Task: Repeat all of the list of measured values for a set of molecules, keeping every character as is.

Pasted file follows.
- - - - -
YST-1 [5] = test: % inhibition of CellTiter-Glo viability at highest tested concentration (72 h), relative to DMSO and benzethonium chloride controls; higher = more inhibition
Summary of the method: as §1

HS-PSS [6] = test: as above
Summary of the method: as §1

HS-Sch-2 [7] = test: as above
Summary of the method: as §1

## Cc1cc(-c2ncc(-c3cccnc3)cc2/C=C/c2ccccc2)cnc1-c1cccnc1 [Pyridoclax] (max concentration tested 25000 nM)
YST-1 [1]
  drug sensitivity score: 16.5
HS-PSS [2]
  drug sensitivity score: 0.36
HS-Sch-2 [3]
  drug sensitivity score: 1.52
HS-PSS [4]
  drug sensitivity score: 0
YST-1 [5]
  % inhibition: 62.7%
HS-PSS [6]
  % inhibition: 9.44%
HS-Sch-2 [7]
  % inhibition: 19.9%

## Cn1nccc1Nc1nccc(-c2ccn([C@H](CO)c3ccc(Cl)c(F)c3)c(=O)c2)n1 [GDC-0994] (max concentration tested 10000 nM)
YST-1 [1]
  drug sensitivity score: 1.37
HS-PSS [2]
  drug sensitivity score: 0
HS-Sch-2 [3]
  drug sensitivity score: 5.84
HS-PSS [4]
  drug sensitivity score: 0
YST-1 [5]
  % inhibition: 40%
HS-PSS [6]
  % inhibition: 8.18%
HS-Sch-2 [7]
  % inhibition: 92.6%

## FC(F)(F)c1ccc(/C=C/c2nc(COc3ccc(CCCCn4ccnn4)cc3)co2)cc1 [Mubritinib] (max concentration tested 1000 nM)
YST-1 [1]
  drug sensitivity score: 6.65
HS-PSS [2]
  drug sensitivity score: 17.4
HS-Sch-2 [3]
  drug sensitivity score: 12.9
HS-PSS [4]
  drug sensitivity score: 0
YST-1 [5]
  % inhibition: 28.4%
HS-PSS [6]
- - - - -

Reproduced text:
YST-1 [5] = test: % inhibition of CellTiter-Glo viability at highest tested concentration (72 h), relative to DMSO and benzethonium chloride controls; higher = more inhibition
Summary of the method: as §1

HS-PSS [6] = test: as above
Summary of the method: as §1

HS-Sch-2 [7] = test: as above
Summary of the method: as §1

## Cc1cc(-c2ncc(-c3cccnc3)cc2/C=C/c2ccccc2)cnc1-c1cccnc1 [Pyridoclax] (max concentration tested 25000 nM)
YST-1 [1]
  drug sensitivity score: 16.5
HS-PSS [2]
  drug sensitivity score: 0.36
HS-Sch-2 [3]
  drug sensitivity score: 1.52
HS-PSS [4]
  drug sensitivity score: 0
YST-1 [5]
  % inhibition: 62.7%
HS-PSS [6]
  % inhibition: 9.44%
HS-Sch-2 [7]
  % inhibition: 19.9%

## Cn1nccc1Nc1nccc(-c2ccn([C@H](CO)c3ccc(Cl)c(F)c3)c(=O)c2)n1 [GDC-0994] (max concentration tested 10000 nM)
YST-1 [1]
  drug sensitivity score: 1.37
HS-PSS [2]
  drug sensitivity score: 0
HS-Sch-2 [3]
  drug sensitivity score: 5.84
HS-PSS [4]
  drug sensitivity score: 0
YST-1 [5]
  % inhibition: 40%
HS-PSS [6]
  % inhibition: 8.18%
HS-Sch-2 [7]
  % inhibition: 92.6%

## FC(F)(F)c1ccc(/C=C/c2nc(COc3ccc(CCCCn4ccnn4)cc3)co2)cc1 [Mubritinib] (max concentration tested 1000 nM)
YST-1 [1]
  drug sensitivity score: 6.65
HS-PSS [2]
  drug sensitivity score: 17.4
HS-Sch-2 [3]
  drug sensitivity score: 12.9
HS-PSS [4]
  drug sensitivity score: 0
YST-1 [5]
  % inhibition: 28.4%
HS-PSS [6]